What is This?

About six months ago, the tunnel courier delivered to me a series of "comedies" written by Ephraim P. Noble from 1968-1974. Maybe there is an older meaning to the word "comedies" that I'm not familiar with, because they seem nothing like comedies to me. In any case, I have scanned the covers of each of these very short stories, and hope to post them here on a regular basis.

Saturday, September 3, 2011

The Blinking Twins in the Diorama

"The Blinking Twins in the Diorama"

Of all the terrible things that happened in those days, the most awful and horrifying event involved the diorama twins, who were planted by the radical student group RADIANT UNION in the campus museum. This was around 1971 or 73, and I was just finding my legs again after the tornadic Sixties. RADIANT UNION had cost me my job as a young professor at Penn State. I was working as a carpenter-for-hire out in Amish country in western Pennsylvania, up high on the rafters in the wind and hot sun. My hands were bruised and splintered. I was closer to the sun than I had ever been before. I could practically feel its solar flares. Free from the world.

But I was dragged back down into it by a night-time messenger who crept across the barn floor, where I slept on the sloped wide planks and hay, and whispered in my ear that I needed to return to State College. The lives of two young women depended upon it.

Two days latter, I was hitching rides on back roads covered in dust back to Penn State. It was hippies mostly, picked me up, their dreams of a violent return to The Natural Order dissipating before their eyes. One of them was beautiful in her red calico skirt, and she let me sleep with my head on her lap in the back seat. Back at Penn State I lived on the street under the railroad bridge for a few days, until the messenger found me again and led me to the museum, through a propped open side door, into a darkened room that smelled of death, down two flights of metal stairs that practically crumbled into rust, into a corridor illuminated by a pale green light from what source I knew not, into and through a boiler room that hissed and steamed my glasses, and finally out into the Diorama Room.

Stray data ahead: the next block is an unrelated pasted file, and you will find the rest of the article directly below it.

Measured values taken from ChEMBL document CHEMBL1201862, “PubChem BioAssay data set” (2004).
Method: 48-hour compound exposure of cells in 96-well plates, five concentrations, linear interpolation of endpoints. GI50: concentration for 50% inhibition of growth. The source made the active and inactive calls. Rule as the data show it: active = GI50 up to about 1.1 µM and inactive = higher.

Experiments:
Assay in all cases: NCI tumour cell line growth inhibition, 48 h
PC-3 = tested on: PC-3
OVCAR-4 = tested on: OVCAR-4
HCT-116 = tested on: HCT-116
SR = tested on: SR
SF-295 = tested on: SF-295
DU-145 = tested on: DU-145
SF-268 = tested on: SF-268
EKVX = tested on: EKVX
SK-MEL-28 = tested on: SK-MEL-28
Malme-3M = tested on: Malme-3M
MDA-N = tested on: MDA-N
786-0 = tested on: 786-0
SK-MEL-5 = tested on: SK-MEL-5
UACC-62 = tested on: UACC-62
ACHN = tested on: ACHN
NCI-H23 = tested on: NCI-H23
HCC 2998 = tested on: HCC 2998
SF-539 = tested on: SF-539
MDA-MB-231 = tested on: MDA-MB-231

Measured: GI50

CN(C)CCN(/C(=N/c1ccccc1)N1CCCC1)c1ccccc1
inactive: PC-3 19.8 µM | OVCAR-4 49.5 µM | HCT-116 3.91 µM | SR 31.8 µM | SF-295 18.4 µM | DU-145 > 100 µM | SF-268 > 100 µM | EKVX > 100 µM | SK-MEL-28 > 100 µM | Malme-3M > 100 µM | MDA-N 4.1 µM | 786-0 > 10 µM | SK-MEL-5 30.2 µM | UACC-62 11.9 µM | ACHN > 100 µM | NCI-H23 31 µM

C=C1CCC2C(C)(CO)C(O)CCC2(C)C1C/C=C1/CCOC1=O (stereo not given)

“There,” he said, pointing to the “Virginia, 1787” diorama with its domed and pillared estate, its after-a-lightning-storm bright green grass.

And the twins. Obviously mannequins.

“There what?” I asked.

“Watch,” he said.

For some time, nothing happened. But then one of them blinked. I pressed my face to the glass but could get no closer. I wanted to see them breath, if they breathed. Then the other one blinked. I pounded on the glass. I made a goofy face. I exposed myself, but they held fast. Not even a grimace.

“Maybe they’re blinking mannequins,” I finally said to the messenger.

Only later did I find out the truth, that they were a sleeper cell, student revolutionaries planted there by RADIANT UNION, waiting for the day of revolution, when they would attack and destroy the museum from within, and that the estate behind them was filled with weapons, and that x-number of museum employees were also agents of RADIANT UNION.

The Sixties were not happening quickly enough for them, and now it was too late. There was a moment—maybe in late 1969—when their plan just might have worked, when their dream of a brief dystopia ushered in through violence would have gradually transformed into a utopia, free of tradition, and the green grass of this world would succumb to weeds and flowers in bloom so bright that even those responsible for all that had happened—those who had created the machines and buildings and satellites—would stand in awe at the resurrection of God’s Green Glory.

But none of that was to be. Three days after my visit, the museum was stormed at midnight by a rival revolutionary group, and the glass wall that separated the “Virginia, 1787” diorama from the rest of the world was shattered with axes and sledgehammers. The twins were either kidnapped or disappeared. The diorama itself burnt to the floor, its flames circling up through the ventilation ducts through the museum roof and disappearing into the black night.

Would it shock you to know that I smelled the fire from afar, and wept?